Coronavirus: Ultimaker Provides 3D Printing Support to Hospitals

Coronavirus: Ultimaker Provides 3D Printing Support to Hospitals
Ultimaker is offering its 3D printing expertise and its engineers to hospitals to help them cope with the situation and the lack of equipment. (Credit: Ultimaker)

As countries around the world are fighting the COVID-19 pandemic, Netherlands-based Ultimaker announced that they would be making their international network of 3D printing centers, experts and designers available to all hospitals lacking medical tools that can be quickly produced using 3D printing. Via Ultimaker.com, hospitals can now locate the nearest 3D printing centers. The company offers to put hospital staff directly in contact with Ultimaker experts and designers to help them create missing parts and devices.

This article was initially published in our sister publication DirectIndustry Magazine.

 

Connect and Print

Hospitals that are facing a shortage of strategic parts such as respiratory valves, and that already have 3D printing models and materials can contact the nearest centers directly and send their 3D printing requests. Ultimaker also provides machines if needed. A constantly updated map shows the 3D printing centers that are located close to medical professionals.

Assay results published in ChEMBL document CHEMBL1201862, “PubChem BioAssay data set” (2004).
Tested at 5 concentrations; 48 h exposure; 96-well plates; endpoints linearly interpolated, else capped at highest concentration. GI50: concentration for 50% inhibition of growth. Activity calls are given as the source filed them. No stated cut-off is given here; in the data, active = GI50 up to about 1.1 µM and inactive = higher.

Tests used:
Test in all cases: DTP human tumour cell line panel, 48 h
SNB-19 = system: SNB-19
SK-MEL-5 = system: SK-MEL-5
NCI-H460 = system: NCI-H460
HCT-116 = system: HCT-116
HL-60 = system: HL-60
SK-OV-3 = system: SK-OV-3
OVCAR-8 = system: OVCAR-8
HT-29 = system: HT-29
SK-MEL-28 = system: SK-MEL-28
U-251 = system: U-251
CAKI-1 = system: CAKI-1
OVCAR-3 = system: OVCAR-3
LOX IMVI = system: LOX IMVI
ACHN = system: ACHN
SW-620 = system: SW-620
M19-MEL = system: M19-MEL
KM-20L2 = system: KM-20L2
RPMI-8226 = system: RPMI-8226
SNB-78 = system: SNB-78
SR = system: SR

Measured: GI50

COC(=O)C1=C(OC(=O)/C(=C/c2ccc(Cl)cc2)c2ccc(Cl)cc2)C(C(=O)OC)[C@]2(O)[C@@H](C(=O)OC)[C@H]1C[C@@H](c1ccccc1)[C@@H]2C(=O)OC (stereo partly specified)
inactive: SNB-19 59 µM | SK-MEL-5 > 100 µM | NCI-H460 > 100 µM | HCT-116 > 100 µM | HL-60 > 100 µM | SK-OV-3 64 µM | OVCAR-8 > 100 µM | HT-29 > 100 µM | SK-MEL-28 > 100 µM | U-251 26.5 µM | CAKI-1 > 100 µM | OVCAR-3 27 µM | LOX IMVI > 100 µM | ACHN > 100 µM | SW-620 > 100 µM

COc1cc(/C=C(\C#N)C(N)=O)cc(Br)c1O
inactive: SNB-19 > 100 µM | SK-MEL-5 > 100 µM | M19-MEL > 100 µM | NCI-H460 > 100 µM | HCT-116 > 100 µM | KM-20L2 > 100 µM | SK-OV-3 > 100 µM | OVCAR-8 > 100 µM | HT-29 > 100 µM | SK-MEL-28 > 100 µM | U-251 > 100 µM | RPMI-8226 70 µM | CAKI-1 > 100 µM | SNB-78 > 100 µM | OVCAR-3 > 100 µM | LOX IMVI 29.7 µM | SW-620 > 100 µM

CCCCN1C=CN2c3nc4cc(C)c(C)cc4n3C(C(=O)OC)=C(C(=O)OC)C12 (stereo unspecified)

Design, Control, and Print

If a hospital wants to design parts and tools that are already, or will soon be, out of stock, Ultimaker provides a team of designers and application engineers to help them. The parts will be printed by the nearest 3D printing center and sent to the hospital as soon as possible. After being tested and validated by the hospital, they will then be manufactured in larger quantities to benefit an entire medical department inside the hospital.

 

Ultimaker-desktop-3D-printing-redefined-og

“The 3D printing community is coming together and organizing itself to print ready-to-use parts that hospitals particularly need right now.” (Credit: Ultimaker)

In a statement sent to journalists, Siert Wijnia, co-founder of Ultimaker, said:

“Some parts of equipment can break and specific tools may run out. Having that in mind, we are proud to see that the 3D printing community is coming together and organizing itself to print ready-to-use parts that hospitals particularly need right now. We hope that these initiatives will help hospitals identify available printing centers, materials and experts so that medical staff can focus on what matters most—saving lives.”

Jos Burger, CEO of Ultimaker, said:

“3D printing technology can make a difference. We therefore invite all 3D printing centers that are available and equipped with Ultimaker 3D printers to register at Ultimaker.com to accelerate the production of certified parts when and where they are needed. Our international network is able to support 3D printing initiatives for hospitals worldwide.”

More and more hospitals, especially in Europe (Italy, Spain, France) are currently facing a shortage of medical devices and equipment, including safety masks and respiratory valves. According to the latest figures from the World Health Organization, COVID-19 has killed over 16,000 people in the world and more than 375,000 people are infected.

 

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